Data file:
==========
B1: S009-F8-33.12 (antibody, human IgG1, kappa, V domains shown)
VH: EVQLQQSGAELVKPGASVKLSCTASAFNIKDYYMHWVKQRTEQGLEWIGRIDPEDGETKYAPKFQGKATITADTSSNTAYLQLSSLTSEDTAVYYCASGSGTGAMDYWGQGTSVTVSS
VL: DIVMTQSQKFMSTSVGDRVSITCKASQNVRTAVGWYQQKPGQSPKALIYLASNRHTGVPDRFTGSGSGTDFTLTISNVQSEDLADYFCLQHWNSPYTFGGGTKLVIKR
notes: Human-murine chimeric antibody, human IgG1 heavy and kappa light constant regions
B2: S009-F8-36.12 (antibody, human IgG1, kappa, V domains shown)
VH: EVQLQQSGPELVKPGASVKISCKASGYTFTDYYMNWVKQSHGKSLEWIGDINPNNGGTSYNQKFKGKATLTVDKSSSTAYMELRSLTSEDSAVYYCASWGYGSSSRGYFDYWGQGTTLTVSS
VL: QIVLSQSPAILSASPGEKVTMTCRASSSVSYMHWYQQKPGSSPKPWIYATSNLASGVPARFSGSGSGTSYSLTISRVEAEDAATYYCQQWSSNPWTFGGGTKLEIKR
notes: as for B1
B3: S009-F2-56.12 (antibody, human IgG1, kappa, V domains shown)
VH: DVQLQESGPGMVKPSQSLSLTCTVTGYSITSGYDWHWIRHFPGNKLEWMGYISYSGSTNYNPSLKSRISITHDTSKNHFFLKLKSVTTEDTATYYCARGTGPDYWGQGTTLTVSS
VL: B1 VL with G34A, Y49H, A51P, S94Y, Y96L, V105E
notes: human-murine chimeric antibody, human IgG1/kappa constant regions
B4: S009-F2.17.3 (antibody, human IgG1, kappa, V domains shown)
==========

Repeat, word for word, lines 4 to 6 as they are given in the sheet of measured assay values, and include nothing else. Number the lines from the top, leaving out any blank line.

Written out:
notes: Human-murine chimeric antibody, human IgG1 heavy and kappa light constant regions
B2: S009-F8-36.12 (antibody, human IgG1, kappa, V domains shown)
VH: EVQLQQSGPELVKPGASVKISCKASGYTFTDYYMNWVKQSHGKSLEWIGDINPNNGGTSYNQKFKGKATLTVDKSSSTAYMELRSLTSEDSAVYYCASWGYGSSSRGYFDYWGQGTTLTVSS